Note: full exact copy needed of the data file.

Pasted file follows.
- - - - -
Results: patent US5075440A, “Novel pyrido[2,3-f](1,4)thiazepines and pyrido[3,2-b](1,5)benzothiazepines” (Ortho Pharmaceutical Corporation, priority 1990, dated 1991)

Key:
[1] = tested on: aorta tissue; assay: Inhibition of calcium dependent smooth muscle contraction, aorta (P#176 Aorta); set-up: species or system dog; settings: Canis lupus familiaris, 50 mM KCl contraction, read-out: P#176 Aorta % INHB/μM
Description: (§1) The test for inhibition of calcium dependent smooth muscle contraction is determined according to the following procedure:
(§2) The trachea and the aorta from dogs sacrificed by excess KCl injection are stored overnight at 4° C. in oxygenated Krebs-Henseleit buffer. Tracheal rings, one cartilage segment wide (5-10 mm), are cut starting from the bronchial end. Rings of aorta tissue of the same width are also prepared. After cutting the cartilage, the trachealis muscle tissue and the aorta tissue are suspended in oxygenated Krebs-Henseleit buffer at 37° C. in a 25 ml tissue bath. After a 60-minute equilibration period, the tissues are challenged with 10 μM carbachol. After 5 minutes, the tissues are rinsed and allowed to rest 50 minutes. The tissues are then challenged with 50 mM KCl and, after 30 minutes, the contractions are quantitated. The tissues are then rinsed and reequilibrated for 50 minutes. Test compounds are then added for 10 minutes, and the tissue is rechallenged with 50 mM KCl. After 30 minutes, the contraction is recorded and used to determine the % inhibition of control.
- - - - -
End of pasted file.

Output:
Results: patent US5075440A, “Novel pyrido[2,3-f](1,4)thiazepines and pyrido[3,2-b](1,5)benzothiazepines” (Ortho Pharmaceutical Corporation, priority 1990, dated 1991)

Key:
[1] = tested on: aorta tissue; assay: Inhibition of calcium dependent smooth muscle contraction, aorta (P#176 Aorta); set-up: species or system dog; settings: Canis lupus familiaris, 50 mM KCl contraction, read-out: P#176 Aorta % INHB/μM
Description: (§1) The test for inhibition of calcium dependent smooth muscle contraction is determined according to the following procedure:
(§2) The trachea and the aorta from dogs sacrificed by excess KCl injection are stored overnight at 4° C. in oxygenated Krebs-Henseleit buffer. Tracheal rings, one cartilage segment wide (5-10 mm), are cut starting from the bronchial end. Rings of aorta tissue of the same width are also prepared. After cutting the cartilage, the trachealis muscle tissue and the aorta tissue are suspended in oxygenated Krebs-Henseleit buffer at 37° C. in a 25 ml tissue bath. After a 60-minute equilibration period, the tissues are challenged with 10 μM carbachol. After 5 minutes, the tissues are rinsed and allowed to rest 50 minutes. The tissues are then challenged with 50 mM KCl and, after 30 minutes, the contractions are quantitated. The tissues are then rinsed and reequilibrated for 50 minutes. Test compounds are then added for 10 minutes, and the tissue is rechallenged with 50 mM KCl. After 30 minutes, the contraction is recorded and used to determine the % inhibition of control.